The Genesis account of Joseph is fascinating, filled with dreams, justice, and mercy. In a nutshell, Joseph is betrayed (sold) by his brothers, finds himself in a world he doesn’t know-(Egypt), and eventually rises to a position of great power in that land. It’s a “must read” for sure! His integrity and decisions in the midst of being misunderstood at every turn is truly inspiring. Everyone loves it when evil is thwarted and the “good guy” wins. Joseph is definitely the good guy. If you don’t know the story, at one point you think Joseph is totally setting them up to make a case of treachery, maybe then he will have cause to kill them? He makes them look like thieves and liars (that they really are). We find ourselves with a slight smirk on our face waiting for the justice hammer to fall. The revelation that he is their brother finally comes, and with it more emotion than one person can handle. They are fearful, and for good reason. He tells them not to be grieved or angry with themselves…what???? (this is not the expected dialogue), he says…because though they meant it for evil, God meant it for good. wow, shocker! What about their evil, Joseph? What about all the hard things you endured because of them? You missed out on so much. Don’t they deserve to “pay”? What they get is from Joseph is provision, something they don’t deserve? Yep, they get provision. They will now live through the famine because Joseph is there and in power. I think this story is really is a story about God and His sovereignty. You really start to love the story even more when you realize the truth. While everyone identifies with Joseph at some point, (because everyone has felt betrayed in this life and everyone wants to be the one making the right decisions), the reality is …that we are The brothers-the selfish, stupid, sinful brothers. We have failed…someone.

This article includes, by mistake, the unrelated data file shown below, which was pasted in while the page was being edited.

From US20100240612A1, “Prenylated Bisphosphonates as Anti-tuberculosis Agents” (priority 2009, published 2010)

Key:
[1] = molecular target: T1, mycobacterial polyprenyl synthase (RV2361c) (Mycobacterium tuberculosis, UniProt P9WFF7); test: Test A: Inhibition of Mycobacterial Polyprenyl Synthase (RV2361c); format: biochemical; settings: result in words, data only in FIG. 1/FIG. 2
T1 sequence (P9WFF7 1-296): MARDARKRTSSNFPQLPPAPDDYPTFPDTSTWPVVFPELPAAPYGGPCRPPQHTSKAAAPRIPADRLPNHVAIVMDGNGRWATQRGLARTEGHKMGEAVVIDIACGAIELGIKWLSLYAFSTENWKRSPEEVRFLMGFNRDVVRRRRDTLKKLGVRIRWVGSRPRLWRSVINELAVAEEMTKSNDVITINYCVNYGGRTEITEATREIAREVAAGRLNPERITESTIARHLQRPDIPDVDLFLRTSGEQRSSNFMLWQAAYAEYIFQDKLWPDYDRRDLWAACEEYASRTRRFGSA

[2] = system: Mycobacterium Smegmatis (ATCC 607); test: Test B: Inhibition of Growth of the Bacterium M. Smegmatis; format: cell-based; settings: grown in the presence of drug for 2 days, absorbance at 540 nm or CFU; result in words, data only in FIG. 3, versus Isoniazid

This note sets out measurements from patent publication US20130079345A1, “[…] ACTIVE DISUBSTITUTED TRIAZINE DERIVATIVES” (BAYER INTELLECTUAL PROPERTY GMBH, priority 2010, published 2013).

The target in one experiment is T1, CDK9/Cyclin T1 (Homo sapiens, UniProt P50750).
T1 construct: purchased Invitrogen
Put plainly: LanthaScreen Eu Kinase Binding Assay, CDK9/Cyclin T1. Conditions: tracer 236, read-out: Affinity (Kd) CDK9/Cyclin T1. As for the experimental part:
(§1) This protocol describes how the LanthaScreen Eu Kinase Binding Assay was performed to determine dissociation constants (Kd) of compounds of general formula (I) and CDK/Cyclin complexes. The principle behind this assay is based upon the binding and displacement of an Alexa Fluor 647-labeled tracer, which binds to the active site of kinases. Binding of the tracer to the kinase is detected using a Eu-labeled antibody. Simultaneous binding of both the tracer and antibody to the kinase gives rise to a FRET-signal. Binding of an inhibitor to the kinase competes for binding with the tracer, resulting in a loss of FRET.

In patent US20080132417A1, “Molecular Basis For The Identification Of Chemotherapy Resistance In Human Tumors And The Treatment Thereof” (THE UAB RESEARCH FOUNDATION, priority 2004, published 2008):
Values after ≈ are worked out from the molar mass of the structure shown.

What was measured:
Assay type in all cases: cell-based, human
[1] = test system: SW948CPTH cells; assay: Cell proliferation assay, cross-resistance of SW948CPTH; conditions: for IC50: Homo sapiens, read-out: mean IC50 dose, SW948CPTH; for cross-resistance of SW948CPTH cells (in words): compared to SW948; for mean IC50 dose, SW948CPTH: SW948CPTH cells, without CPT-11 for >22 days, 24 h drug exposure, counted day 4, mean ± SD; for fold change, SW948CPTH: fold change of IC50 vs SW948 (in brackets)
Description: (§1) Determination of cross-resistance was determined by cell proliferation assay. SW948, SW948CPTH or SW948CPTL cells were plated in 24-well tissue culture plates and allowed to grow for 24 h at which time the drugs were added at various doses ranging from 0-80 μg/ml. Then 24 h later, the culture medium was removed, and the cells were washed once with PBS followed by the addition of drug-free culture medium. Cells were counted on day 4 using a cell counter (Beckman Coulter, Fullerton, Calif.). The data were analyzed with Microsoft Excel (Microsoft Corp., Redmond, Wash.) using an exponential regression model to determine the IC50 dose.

In all of this, we could’ve expected retaliation from Joseph, and even been glad for it. But if we are honest and identify with the brothers, we are so glad for the grace and mercy bestowed on them; a chance to be defined by the present instead of the past, because that is what forgiveness really does. 🙂